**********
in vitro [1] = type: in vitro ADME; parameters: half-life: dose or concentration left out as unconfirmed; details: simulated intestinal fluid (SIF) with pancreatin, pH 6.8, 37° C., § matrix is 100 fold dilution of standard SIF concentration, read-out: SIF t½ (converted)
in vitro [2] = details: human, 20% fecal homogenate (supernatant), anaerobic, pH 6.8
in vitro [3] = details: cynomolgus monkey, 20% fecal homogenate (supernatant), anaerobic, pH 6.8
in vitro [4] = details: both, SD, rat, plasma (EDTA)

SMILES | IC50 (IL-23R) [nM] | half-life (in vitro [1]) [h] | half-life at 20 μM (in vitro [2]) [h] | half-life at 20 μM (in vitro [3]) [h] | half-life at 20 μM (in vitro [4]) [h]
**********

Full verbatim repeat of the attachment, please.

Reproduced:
in vitro [1] = type: in vitro ADME; parameters: half-life: dose or concentration left out as unconfirmed; details: simulated intestinal fluid (SIF) with pancreatin, pH 6.8, 37° C., § matrix is 100 fold dilution of standard SIF concentration, read-out: SIF t½ (converted)
in vitro [2] = details: human, 20% fecal homogenate (supernatant), anaerobic, pH 6.8
in vitro [3] = details: cynomolgus monkey, 20% fecal homogenate (supernatant), anaerobic, pH 6.8
in vitro [4] = details: both, SD, rat, plasma (EDTA)

SMILES | IC50 (IL-23R) [nM] | half-life (in vitro [1]) [h] | half-life at 20 μM (in vitro [2]) [h] | half-life at 20 μM (in vitro [3]) [h] | half-life at 20 μM (in vitro [4]) [h]